According to Lincoln Center's new LCT3 project at its slogan, it takes "New Audiences for New Artists." It also takes new critics, hence the establishment of Theater Talk's New Theater Corps in 2005, a way for up-and-coming theater writers and eager new theatergoers to get exposure to the ever-growing theater scene in New York City. Writers for the New Theater Corps are given the opportunity to immerse themselves in the off-off and off-Broadway theater scene, learning and giving back high-quality reviews at the same time. Driven by a passion and love of the arts, the New Theater Corps aims to identify, support, and grow the arts community, one show and one person at a time.

Tuesday, January 16, 2007

The Dirty Talk

Written by Michael Puzzo
Directed by Padraic Lillis
Center Stage, 48 w 21st St
January 11th- Feb 4th

Reviewed by Jennifer Stackpole

As audience murmurs quieted, a sexy voice came over the sound system requesting cell phone silence. What were we getting into here? “The Dirty Talk”? The set factored heavily around a massive, rusticated waterbed, dead center, with what little room remaining host to unopened boxes, a TV topped with Playboy and Kama Sutra oil, a mounted deer head and a laptop, open and ready for business: a cabin in the middle of a rainstorm, where two strangers seem trapped.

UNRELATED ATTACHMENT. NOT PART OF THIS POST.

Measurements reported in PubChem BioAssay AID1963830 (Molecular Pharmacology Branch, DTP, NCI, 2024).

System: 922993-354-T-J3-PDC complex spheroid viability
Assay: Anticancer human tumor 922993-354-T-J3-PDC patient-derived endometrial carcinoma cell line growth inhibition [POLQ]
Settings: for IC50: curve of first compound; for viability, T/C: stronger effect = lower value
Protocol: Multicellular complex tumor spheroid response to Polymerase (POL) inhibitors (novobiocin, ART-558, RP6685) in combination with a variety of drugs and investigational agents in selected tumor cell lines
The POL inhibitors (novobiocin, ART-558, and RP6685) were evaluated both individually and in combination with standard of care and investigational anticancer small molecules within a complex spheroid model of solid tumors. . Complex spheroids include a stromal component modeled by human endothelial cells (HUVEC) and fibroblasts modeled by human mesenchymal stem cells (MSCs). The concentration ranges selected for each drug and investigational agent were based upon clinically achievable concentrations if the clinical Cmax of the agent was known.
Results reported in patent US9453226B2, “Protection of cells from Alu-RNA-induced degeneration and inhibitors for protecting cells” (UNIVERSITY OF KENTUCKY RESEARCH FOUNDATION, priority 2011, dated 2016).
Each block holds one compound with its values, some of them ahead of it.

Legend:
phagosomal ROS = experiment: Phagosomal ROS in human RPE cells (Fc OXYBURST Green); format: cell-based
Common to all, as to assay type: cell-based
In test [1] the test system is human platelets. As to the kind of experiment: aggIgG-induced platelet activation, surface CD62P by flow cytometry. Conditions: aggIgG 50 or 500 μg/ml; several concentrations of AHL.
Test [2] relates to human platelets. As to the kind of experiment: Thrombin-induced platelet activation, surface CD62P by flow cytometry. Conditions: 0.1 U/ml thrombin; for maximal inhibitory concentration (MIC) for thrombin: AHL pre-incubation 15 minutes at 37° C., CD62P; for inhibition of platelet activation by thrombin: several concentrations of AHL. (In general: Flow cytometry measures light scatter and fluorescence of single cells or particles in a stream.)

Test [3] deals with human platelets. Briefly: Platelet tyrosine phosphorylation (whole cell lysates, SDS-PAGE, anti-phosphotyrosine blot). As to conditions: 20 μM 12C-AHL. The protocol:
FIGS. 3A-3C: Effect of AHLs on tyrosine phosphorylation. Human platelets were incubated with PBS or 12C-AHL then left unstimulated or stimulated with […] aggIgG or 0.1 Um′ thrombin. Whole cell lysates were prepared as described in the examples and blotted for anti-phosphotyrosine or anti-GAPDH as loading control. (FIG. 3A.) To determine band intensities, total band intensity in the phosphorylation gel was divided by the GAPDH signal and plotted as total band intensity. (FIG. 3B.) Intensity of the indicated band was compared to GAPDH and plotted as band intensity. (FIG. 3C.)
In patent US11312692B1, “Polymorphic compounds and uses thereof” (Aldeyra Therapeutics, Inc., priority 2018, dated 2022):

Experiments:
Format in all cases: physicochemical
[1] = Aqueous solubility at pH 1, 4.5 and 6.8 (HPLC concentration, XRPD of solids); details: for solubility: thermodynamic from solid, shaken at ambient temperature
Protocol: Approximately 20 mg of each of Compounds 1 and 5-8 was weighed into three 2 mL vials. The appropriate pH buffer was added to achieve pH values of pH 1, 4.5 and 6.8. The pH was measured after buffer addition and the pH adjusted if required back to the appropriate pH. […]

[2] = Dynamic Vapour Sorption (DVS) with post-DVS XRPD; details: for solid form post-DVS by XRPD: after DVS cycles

Mitch, a tough NJ guy--Tony Soprano if he were just another PBR-drinking middle of the road American--is very upset by the presence of Lino, rosy cheeked, mustachioed, and meek--Ned Flanders if he were a bisexual chatroom junky. Mitch rails and rails, attempting to hold his masculinity against this effeminate man who has invaded his trust; seems he was expecting a buxom blonde and chatroom dealings gone awry are to blame.

The fast-paced dialogue is peppered with wit and the timing was impeccable. The characters themselves, acted with complete commitment and sympathy by Kevin Cristaldi (Lino) and Sidney Williams (Mitch), were played without stereotype; in justifying their online dealings each character reveals their complexity, and a relationship of understanding develops. What brought them each to the chatroom shows the possibility of anonymous hope and maybe even healing in chance meetings. Though Mitch finally comes to the definite opinion that it is just plain creepy, Lino is all the more secure in his internet pursuits, recognizing the arena as his only comfortable interaction with the world--his chance to meet a fellow dreamer.

Takes all kinds; this in mind, I did find the play itself a little monotonous, much like a moralizing after-school special for grownups, the bullies and the bullied equally human and vulnerable. Regardless, it remained entertaining: expertly written, directed (Padraic Lillis), and acted.

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